For the last few years, the historiography of allied bombing during World War II has undergone much greater scrutiny. The death and destruction of civilians and their property has been labeled as unethical and immoral as cities such as Hamburg, Dresden, Tokyo and of course German bombing of allied cities experienced a level of violence that was unprecedented when compared to the pre-World War II era. The role of technology in the process cannot be downplayed without which the carnage of war would not have reached the levels it did. Malcom Gladwell, the spirited writer for The New Yorker normally explores the realm of social psychology, but in his latest work, THE BOMBER MAFIA: A DREAM, A TEMPTATION, AND THE LONGEST NIGHT OF THE SECOND WORLD WAR he turns his focus on to a group known as the “Bomber Mafia” that argued for a new type of bombing during wartime. The group was made up of generals who went against the standard view of warfare put forth by the U.S. Army and Navy and broke away from the ideology of the Army Air Corps and set up the Army Air Corps Tactical School at Maxwell Field in Montgomery, Alabama. Gladwell’s focus is on four generals particularly the much maligned Air Force General Curtis LeMay who led and designed American air power that culminated in the firebombing destruction of German and Japanese cities.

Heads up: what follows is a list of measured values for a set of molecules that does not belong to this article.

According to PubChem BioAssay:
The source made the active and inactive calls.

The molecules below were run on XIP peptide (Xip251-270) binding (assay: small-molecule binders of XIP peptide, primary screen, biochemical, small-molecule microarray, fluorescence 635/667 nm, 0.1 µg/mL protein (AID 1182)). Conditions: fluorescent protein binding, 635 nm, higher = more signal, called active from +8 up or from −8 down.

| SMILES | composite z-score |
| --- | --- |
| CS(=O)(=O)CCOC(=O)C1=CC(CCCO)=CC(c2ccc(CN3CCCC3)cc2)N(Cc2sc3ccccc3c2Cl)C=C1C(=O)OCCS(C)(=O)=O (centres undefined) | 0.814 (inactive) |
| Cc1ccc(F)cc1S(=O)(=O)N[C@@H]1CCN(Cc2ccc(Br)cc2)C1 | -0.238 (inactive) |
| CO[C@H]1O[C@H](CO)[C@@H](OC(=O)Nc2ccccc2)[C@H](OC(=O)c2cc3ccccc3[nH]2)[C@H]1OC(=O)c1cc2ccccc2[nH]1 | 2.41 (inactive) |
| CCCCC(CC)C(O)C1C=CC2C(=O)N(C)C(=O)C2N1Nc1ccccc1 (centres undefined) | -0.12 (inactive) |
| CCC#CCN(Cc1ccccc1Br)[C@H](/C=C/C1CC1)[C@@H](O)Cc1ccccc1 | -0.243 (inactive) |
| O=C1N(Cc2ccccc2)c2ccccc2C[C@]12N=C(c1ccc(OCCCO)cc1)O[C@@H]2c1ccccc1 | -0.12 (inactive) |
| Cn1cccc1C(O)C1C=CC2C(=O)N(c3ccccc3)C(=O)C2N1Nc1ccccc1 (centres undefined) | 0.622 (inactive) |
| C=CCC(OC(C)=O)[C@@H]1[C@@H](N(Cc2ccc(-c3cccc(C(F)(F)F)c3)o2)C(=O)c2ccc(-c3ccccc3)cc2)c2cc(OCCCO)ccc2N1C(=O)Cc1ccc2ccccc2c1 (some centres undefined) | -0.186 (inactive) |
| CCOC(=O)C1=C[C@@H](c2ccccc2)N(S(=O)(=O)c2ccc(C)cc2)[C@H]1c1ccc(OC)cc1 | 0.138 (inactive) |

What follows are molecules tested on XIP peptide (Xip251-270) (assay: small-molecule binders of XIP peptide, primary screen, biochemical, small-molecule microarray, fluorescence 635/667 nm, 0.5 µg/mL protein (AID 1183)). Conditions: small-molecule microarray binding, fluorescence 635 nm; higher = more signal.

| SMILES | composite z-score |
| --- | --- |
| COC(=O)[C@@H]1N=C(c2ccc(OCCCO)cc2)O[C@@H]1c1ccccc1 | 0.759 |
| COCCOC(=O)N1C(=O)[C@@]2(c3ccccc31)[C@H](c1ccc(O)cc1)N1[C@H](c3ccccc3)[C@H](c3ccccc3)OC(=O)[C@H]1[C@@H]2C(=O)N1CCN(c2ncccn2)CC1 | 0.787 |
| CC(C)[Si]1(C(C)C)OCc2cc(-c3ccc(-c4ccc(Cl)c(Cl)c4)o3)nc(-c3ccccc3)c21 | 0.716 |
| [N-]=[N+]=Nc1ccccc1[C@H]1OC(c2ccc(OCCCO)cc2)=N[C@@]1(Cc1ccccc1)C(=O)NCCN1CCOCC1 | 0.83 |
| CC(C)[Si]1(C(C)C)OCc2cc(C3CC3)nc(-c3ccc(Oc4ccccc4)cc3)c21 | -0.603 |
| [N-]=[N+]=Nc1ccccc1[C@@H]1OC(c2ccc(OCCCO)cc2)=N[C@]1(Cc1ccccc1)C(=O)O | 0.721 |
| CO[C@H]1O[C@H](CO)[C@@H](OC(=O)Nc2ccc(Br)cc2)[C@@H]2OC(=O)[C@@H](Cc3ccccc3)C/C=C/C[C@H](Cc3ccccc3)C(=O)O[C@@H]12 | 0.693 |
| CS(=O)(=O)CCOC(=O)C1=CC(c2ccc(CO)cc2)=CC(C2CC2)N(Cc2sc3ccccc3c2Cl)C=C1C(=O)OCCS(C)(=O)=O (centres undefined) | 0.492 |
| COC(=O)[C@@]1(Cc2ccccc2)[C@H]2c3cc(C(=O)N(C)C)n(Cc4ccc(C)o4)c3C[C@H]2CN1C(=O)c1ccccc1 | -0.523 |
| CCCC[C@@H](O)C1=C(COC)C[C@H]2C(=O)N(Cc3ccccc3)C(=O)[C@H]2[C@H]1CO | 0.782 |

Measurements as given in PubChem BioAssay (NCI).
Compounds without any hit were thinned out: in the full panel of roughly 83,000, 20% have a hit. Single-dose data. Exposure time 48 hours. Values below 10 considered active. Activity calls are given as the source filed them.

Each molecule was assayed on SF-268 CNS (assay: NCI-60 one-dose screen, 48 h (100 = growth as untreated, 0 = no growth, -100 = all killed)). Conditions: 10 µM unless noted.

Gladwell creates the juxtaposition of Air Force General Haywood Hansell who tried to win the war in the Pacific Theater through precision bombing of Japan. According to Gladwell this strategy was unsuccessful and gave way to LeMay’s approach whose goal was to win the war against Japan as soon as possible by saturating Tokyo with napalm bombs which would result in the death of over 100,000 people in just a few hours and went on to firebomb other Japanese cities killing thousands of civilians that held no strategic value. Gladwell concludes that LeMay’s approach followed by the bombing of Hiroshima and Nagasaki ended the war and set the United States and Japan on the road to peace and prosperity much quicker than had Washington pursued a more conventional approach to warfare into 1946 that would have killed millions of Japanese civilians and who knows how many American soldiers.